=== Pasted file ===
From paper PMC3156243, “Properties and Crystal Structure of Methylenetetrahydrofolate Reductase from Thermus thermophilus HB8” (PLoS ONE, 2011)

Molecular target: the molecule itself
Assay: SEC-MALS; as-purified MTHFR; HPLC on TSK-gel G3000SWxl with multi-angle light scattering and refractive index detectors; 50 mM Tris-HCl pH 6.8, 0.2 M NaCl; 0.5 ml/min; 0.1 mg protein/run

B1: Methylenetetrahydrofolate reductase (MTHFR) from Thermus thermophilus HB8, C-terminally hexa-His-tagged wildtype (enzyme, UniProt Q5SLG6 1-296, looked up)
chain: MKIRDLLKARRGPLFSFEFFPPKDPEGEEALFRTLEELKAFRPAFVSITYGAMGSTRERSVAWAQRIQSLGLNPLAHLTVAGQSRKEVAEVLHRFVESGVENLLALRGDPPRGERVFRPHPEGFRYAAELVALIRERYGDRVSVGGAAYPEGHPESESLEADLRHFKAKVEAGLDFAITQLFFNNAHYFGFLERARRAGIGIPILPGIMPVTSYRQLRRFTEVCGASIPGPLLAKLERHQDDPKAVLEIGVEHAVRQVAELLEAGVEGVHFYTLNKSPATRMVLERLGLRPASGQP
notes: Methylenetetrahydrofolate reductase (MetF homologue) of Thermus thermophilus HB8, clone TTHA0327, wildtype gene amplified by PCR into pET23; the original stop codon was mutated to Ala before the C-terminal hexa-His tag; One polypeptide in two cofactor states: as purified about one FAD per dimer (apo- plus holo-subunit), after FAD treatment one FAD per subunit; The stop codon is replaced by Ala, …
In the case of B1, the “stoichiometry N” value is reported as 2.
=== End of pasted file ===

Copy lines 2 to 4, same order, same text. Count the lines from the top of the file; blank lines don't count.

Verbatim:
Molecular target: the molecule itself
Assay: SEC-MALS; as-purified MTHFR; HPLC on TSK-gel G3000SWxl with multi-angle light scattering and refractive index detectors; 50 mM Tris-HCl pH 6.8, 0.2 M NaCl; 0.5 ml/min; 0.1 mg protein/run

B1: Methylenetetrahydrofolate reductase (MTHFR) from Thermus thermophilus HB8, C-terminally hexa-His-tagged wildtype (enzyme, UniProt Q5SLG6 1-296, looked up)